1.2.1  Capture Fisheries The average growth of the Philippine marine capture fisheries from 2003 to 2012 is just 4.6 percent. This is low in comparison to China (13.6 percent), Indonesia (27 percent), and Vietnam (46.8 percent) for the same

Production, tons (x 1,000,000); Phil. Production, tons (x 100,000)

Figure 1:  The Philippines’ total fisheries production compared to total world production from capture fisheries and aquaculture 200 180 160 140 120 100 80 60 40 20 0

1950 1955 1960 1965 1970 1975 1980 1985 1990 1995 2000 2005 2010 2011 2012 2013 World production

Source: FAO FishStat 2015.

3

Philippine production

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An Overview of Agricultural Pollution in the Philippines: The Fisheries Sector

3.5%

1

3.0%

3 5

2.5%

7

2.0%

9

1.5%

11

1.0%

13

0.5%

15

0%

World Ranking

Contribution to World Production

Figure 2:  Percentage contribution and rank of Philippine fisheries to world production

17 1950 1955 1960 1965 1970 1975 1980 1985 1990 1995 2000 2005 2010 2011 2012 2013 Contribution, %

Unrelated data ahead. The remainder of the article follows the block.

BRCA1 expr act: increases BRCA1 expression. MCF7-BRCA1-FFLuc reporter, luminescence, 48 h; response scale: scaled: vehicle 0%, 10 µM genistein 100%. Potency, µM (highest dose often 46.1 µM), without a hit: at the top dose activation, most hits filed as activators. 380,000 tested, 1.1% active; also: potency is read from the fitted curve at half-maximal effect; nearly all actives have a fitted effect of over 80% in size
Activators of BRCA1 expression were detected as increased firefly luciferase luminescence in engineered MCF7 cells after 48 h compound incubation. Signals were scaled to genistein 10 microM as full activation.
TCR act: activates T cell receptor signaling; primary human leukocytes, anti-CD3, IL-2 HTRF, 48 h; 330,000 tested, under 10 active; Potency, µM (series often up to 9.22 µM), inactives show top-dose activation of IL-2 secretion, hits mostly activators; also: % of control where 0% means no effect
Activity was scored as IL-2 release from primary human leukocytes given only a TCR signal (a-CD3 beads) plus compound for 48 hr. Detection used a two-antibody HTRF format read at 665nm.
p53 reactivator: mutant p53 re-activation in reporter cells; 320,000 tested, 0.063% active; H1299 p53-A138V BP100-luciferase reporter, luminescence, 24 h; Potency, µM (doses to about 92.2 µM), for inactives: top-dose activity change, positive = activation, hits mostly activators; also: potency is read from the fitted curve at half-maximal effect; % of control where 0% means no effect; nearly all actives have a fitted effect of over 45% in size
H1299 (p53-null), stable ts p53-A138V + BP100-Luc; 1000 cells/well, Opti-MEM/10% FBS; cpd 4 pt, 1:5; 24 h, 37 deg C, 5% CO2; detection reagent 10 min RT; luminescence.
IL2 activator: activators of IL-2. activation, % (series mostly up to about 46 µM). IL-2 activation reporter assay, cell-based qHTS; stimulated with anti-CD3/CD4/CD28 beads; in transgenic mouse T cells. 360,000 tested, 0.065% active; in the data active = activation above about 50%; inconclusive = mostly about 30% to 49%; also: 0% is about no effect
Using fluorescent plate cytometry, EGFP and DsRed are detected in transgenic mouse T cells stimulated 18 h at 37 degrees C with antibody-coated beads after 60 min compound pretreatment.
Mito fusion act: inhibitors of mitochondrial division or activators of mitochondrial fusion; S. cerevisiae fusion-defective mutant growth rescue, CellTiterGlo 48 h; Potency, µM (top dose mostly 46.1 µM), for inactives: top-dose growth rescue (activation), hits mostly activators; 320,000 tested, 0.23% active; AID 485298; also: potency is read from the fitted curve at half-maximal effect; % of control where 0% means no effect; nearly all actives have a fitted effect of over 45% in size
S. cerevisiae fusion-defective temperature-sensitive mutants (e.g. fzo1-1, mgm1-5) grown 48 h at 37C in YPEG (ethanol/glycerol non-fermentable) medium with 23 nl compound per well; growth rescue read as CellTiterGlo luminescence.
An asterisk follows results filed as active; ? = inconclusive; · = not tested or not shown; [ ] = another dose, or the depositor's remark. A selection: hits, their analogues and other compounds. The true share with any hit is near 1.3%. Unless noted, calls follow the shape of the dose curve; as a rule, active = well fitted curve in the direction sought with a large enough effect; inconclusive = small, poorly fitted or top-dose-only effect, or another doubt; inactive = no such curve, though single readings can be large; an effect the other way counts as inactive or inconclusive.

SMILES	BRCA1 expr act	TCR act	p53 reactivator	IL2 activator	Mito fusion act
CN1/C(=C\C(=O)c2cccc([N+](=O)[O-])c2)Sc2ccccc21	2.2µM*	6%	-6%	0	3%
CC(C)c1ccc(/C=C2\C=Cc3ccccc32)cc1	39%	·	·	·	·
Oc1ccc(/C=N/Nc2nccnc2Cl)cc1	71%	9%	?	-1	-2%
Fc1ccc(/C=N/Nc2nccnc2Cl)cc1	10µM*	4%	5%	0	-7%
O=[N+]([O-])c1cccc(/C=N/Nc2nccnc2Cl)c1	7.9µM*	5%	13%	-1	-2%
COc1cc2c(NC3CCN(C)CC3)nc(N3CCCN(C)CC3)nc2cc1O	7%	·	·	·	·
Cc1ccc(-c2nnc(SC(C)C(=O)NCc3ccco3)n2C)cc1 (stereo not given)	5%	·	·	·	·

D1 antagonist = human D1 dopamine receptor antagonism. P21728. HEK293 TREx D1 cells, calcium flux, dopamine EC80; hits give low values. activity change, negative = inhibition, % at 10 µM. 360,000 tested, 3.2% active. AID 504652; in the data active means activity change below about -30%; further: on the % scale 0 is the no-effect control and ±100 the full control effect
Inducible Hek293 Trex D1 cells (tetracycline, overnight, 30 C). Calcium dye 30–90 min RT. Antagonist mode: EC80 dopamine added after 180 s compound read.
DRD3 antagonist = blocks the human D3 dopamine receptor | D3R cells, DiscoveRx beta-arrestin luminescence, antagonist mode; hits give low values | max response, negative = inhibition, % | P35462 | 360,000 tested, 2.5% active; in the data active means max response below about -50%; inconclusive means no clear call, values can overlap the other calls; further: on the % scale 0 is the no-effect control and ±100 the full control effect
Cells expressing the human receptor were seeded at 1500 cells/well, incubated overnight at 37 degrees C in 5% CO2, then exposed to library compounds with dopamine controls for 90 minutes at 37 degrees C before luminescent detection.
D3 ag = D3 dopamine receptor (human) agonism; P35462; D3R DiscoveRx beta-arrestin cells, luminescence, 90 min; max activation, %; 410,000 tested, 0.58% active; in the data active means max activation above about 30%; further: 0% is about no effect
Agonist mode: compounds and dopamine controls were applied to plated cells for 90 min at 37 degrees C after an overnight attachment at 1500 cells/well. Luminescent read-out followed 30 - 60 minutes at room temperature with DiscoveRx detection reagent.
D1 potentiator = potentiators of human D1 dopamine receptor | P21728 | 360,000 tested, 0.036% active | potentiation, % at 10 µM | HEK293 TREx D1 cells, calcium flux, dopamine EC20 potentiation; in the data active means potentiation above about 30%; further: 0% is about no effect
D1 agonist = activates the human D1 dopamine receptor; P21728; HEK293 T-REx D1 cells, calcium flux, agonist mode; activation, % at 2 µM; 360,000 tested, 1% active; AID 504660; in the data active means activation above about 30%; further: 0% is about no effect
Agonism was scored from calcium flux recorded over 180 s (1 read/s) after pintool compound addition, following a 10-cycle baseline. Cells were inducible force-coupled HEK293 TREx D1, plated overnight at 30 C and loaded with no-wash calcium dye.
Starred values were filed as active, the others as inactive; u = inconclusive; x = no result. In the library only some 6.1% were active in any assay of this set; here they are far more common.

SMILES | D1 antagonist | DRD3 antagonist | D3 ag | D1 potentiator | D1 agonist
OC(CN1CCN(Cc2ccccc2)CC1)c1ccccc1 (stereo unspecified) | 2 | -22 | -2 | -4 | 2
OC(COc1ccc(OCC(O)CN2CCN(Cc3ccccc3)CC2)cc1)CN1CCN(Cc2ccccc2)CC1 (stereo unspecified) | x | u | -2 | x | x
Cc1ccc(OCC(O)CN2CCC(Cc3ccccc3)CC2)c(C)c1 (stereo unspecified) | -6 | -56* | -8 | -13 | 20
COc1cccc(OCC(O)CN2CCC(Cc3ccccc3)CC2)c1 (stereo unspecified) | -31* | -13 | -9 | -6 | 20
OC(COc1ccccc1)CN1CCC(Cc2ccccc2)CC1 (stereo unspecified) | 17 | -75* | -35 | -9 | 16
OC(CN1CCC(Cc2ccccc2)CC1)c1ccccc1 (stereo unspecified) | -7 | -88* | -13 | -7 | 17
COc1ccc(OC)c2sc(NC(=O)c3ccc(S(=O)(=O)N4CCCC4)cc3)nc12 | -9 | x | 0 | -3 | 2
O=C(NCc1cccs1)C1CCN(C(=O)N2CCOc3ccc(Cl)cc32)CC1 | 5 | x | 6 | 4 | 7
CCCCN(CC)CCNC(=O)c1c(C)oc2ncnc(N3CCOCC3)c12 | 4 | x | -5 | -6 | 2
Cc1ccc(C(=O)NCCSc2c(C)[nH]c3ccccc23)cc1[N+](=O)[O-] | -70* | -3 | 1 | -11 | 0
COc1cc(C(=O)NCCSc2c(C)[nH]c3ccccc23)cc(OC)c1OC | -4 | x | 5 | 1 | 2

World Rank

Source: FAO FishStat 2015.

period. Myanmar with 121.4 percent has the highest growth in the world (FAO 2014). Based on FAO FishStat (2015), total capture fisheries in the Philippines peaked in 2010 with 2,615,801 tons, equivalent to a more than 12-fold increase from 213,227 tons in 1950 (Figure 5). In 2014, the total production declined to 2,351,479 tons. This corresponds to about 10 percent decrease in production relative to the 2010s. At the

provincial level, Laguna exhibited the fastest decline in production from 1980 to 2014 (Figure 5). On the other hand, South Cotabato achieved an average annual increase of 7,000 tons in production for the same period, making it the highest contributor in capture fisheries. Ninety percent of the total production in capture fisheries is attributed to marine commodities and the remaining 10 percent to inland capture fisheries